Tuesday, January 10, 2012

Kick in The Shins

*=new music **=local music
Theme from the Twilight Zone by Marius Constant from The Best Of Rod Serling's The Twilight Zone: Original Television Scores Varese Sarabande 1990.
Vehicle by Ides-Of-March Collector's Choice 2006
The Shins – New Slang, Oh, Inverted World
The Shins – Caring Is Creepy, Oh, Inverted World
The Shins – Girl Inform Me, Oh, Inverted World
Robbers on High Street, Kick em in the Shins, Grand Animals
Dia Frampton with Kid Cudi – Don't Kick The Chair, Red
The Shins – Kissing The Lipless, Chutes Too Narrow
The Shins – Sea Legs, Wincing The Night Away
The Shins – Turn On Me, Wincing The Night Away
The Shins – Pink Bullets, Chutes Too Narrow
The Tomatoes – Kicking You In The Shins, Trendy
The Shins – Fighting In A Sack, Chutes Too Narrow
Misha V. Stefanuk – Ol' Dee Mow Shins (Operating On Echoes), I Saw A Blue Bird In Central Park
The Shins - Simple Song, Port of Morrow


(well, nine, actually—we couldn’t think of ten)

It beats competitive walking, synchronised swimming, ‘DanceSport’ and
any number of namby-pamby pastimes already recognised by the International Olympic Committee (IOC).


If judo fighters are allowed to break bones in the Olympics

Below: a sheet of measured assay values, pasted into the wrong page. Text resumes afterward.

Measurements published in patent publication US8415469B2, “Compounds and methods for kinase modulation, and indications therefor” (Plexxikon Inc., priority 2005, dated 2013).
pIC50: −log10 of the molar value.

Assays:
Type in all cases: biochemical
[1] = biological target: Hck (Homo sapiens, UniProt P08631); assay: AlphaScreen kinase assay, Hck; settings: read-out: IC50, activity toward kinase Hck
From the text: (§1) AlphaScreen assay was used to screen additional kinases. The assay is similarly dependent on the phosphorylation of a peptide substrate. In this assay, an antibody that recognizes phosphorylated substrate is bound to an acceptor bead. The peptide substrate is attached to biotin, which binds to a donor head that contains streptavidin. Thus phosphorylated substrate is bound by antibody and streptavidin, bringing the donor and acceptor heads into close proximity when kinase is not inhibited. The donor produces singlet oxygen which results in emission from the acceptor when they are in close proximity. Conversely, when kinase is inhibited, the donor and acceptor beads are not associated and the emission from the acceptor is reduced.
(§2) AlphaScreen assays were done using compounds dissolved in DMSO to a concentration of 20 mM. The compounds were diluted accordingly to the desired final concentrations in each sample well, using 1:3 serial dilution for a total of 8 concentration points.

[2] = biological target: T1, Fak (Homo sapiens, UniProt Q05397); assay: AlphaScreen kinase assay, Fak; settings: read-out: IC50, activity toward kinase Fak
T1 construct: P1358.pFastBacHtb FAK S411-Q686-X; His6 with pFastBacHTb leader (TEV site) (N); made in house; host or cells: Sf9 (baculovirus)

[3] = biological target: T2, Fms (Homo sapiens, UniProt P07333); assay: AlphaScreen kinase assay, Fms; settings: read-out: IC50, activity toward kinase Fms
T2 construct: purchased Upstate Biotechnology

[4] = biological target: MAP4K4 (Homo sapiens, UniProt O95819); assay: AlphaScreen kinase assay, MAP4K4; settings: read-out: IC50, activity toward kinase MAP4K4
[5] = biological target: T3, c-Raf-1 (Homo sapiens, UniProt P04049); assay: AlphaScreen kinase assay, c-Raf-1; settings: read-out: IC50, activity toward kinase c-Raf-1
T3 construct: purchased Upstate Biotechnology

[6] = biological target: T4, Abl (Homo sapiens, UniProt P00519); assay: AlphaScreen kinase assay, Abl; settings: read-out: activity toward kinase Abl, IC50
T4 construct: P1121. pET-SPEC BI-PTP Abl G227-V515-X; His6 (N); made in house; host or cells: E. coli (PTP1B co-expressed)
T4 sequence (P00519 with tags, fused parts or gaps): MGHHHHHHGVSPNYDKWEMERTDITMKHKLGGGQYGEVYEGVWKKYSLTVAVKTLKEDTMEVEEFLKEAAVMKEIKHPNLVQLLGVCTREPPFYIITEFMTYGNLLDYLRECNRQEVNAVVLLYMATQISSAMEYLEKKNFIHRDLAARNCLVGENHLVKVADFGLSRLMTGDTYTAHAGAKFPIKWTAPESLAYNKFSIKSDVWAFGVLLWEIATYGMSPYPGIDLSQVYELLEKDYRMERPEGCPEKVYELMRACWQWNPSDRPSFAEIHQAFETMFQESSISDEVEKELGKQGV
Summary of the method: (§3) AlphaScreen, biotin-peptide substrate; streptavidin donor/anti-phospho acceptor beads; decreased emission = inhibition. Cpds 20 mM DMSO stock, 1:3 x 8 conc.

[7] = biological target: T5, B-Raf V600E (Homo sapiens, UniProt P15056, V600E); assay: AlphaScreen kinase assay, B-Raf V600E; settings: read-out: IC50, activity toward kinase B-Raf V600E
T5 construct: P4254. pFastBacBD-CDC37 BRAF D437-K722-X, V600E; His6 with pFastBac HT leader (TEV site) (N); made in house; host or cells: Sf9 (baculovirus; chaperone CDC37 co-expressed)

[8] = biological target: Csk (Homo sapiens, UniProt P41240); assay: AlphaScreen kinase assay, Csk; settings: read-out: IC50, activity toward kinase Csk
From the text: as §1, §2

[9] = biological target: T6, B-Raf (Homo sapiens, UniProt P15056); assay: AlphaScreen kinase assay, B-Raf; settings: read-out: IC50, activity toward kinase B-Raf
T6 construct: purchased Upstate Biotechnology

(and they are), then shin kicking should be a ‘shoe-in’.


Even the wrestlers of Ancient Greece used to kick shins (though they also wrestled in the nude, something that modern shin kickers save for the privacy of their own homes).


Thanks to the Cotswold Olimpicks (est. 1612), the British were the
only guardians of the Olympic flame between the Games of ancient
Greece and their revival in 1896. Okay, so it took a Frenchman
to start the modern Olympics, but he got the idea from us.


The Cotswold Olimpicks are refreshingly free of multinational sponsorship, dodgy anthems and cheesy opening ‘extravaganzas’.


The sport has never been tarnished by bribery scandals (though bung-hungry IOC officials could probably wangle a free drink at a local pub).


Shin Kicking would give ‘teamGB’ a chance to win Olympic gold in a sport more riveting than rowing, curling or, er, skeet shooting.


Unlike most Olympic sports, it’s a dead cert that at least one of the competitors will actually get hurt.


There’s no need for dope tests—if anything, stupidity is encouraged.

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